What Would Make Urban Agriculture in New York City More Equitable?

Posted on Mar 5 2018 - 11:49am by UOG

180305-urban-farms-top2Reverends Robert and DeVanie Jackson, founders of the Brooklyn Rescue Mission Urban Harvest Center in New York City, are proud of the fig trees and raised beds in their organization’s urban garden. Since 2002, local students and senior citizens have tended the crops that help stock the mission’s food pantry. A mile and a half away, Bushwick City Farm, which started in 2011 with volunteers reclaiming a vacant, garbage-strewn lot, now provides free, organically grown food to in-need community members.

Despite deep roots in their communities, both of these urban farms are at risk of collapse. The Jacksons may lose their land in March unless a crowdsourcing campaign can raise the $28,000 they owe the bank for the lot, located in a rapidly gentrifying neighborhood. And though the owner of Bushwick City Farm’s lot originally told the farmers they could use the space, in August, he changed his mind and gave them 30 days to vacate. The owner has yet to enforce that order, but that could change at any moment.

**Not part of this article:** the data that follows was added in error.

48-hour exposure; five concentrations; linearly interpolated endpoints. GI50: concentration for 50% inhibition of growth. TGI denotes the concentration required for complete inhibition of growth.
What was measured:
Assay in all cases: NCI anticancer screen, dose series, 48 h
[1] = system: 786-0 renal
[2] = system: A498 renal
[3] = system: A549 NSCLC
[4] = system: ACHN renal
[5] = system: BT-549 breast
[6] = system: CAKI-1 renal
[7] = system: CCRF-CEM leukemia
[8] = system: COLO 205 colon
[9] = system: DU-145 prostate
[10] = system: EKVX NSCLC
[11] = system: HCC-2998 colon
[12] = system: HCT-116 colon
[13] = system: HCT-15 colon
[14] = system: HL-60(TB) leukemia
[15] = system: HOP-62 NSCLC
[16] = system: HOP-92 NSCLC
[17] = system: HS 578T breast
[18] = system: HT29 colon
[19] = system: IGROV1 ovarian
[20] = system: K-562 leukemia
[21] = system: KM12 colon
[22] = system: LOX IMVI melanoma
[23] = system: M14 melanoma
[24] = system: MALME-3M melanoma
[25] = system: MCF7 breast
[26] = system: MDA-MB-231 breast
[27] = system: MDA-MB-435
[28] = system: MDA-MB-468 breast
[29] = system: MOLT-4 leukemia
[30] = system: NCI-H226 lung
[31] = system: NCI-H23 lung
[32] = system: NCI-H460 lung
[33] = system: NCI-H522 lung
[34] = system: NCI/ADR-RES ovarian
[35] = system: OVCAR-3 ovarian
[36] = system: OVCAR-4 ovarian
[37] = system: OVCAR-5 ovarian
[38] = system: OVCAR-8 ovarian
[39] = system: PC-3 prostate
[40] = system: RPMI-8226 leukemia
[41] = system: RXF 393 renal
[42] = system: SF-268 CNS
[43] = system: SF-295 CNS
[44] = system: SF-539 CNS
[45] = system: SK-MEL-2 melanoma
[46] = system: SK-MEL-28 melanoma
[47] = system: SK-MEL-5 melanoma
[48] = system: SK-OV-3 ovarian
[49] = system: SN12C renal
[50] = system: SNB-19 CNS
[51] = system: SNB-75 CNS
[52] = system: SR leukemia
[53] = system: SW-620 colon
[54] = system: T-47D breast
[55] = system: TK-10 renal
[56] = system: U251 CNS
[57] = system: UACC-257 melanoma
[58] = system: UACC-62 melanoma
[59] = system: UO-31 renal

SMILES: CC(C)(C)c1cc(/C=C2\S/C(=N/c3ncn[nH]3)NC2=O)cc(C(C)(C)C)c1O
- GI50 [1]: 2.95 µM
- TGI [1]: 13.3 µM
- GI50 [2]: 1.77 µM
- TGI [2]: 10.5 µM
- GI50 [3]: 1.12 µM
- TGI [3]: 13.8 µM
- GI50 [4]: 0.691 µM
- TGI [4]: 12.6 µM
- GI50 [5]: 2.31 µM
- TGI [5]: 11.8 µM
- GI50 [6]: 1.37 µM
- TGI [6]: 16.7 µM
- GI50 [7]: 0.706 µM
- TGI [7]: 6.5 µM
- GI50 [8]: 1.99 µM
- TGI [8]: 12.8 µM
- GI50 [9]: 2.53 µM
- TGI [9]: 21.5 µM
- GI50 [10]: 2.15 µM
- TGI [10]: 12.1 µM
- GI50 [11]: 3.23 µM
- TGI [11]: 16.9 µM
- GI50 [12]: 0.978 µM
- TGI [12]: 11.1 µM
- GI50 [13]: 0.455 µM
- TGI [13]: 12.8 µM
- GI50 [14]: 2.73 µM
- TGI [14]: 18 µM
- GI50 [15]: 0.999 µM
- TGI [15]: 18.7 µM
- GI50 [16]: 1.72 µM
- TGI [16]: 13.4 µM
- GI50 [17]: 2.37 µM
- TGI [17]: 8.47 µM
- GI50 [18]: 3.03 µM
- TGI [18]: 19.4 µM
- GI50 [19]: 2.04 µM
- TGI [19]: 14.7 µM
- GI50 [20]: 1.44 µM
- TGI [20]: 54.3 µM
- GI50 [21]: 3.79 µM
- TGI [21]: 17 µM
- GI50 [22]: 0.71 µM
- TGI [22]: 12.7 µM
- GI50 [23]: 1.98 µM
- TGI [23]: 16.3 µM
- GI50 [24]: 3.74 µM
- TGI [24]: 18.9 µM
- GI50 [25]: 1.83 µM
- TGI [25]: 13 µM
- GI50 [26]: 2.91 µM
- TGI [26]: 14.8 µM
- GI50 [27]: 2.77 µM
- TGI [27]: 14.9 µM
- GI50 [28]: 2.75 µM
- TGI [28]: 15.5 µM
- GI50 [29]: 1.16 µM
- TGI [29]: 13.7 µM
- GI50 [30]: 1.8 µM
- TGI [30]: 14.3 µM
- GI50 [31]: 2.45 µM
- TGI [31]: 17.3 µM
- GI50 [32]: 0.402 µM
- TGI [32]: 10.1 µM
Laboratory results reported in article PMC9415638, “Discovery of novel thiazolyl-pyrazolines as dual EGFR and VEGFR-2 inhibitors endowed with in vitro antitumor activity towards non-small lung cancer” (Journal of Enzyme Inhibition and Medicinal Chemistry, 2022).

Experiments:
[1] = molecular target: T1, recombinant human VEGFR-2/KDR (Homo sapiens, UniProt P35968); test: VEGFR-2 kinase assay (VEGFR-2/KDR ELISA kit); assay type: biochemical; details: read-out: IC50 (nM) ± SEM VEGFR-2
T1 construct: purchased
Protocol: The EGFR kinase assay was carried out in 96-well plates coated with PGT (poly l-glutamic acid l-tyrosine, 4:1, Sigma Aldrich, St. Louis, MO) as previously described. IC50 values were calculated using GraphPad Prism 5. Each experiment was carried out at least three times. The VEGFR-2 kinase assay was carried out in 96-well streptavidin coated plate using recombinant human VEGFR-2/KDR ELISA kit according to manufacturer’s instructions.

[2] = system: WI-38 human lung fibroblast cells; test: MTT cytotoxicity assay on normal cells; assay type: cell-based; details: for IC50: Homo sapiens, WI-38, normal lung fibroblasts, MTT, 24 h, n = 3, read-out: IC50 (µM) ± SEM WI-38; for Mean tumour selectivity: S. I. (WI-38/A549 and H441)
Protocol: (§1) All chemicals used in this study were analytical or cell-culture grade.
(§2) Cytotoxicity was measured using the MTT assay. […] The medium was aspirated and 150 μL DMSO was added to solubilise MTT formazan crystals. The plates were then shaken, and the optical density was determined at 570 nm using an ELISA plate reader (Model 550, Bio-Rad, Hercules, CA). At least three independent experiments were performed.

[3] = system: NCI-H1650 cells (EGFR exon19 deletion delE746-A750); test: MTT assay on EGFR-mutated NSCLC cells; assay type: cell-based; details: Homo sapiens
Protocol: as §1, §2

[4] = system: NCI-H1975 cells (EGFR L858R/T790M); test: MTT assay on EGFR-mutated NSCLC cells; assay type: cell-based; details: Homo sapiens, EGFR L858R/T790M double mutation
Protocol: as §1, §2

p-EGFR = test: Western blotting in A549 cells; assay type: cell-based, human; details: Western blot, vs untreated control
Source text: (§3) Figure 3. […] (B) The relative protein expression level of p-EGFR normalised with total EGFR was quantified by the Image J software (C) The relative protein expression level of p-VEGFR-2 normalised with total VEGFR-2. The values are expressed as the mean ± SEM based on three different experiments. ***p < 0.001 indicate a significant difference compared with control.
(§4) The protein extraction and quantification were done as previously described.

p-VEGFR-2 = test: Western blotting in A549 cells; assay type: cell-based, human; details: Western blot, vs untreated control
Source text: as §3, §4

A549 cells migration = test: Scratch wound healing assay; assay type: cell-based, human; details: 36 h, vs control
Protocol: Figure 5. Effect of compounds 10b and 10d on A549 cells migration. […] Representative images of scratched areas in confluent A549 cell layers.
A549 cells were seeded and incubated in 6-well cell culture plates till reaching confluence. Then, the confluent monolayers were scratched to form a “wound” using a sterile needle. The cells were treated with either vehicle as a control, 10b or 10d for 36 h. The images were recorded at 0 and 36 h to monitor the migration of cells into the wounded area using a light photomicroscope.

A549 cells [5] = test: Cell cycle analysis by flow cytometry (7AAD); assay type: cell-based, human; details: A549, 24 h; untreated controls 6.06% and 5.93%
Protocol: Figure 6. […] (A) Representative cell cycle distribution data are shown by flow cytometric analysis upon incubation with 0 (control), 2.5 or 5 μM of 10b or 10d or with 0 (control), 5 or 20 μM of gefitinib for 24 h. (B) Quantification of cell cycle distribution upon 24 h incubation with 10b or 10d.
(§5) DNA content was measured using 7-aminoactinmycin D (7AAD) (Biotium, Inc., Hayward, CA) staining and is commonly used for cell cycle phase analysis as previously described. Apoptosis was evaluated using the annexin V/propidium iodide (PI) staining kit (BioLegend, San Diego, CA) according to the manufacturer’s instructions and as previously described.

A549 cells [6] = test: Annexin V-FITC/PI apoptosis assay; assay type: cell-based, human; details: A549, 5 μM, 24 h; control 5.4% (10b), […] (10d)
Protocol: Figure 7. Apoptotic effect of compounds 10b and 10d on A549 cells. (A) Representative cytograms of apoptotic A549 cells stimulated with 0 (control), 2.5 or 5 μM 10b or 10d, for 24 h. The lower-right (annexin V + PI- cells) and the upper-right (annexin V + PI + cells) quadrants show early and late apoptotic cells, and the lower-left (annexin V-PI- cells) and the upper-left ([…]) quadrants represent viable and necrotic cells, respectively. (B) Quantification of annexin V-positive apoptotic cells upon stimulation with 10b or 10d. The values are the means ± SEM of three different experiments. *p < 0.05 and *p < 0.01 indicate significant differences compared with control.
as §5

“We’ve got 30 chickens there, and we didn’t have anywhere to go; we felt like we were participating in the community and he wasn’t,” said Bushwick volunteer James Tefler. “The neighborhood rallied around us and we had meetings with city government representatives.”

Read the FULL STORY: “CivilEats.com

1 Comment so far. Feel free to join this conversation.

  1. Susmita Khan April 17, 2018 at 10:01 pm -

    Gardening in city like New York is really equitable because of the environment and efforts of the people.I want to borrow ideas from them.

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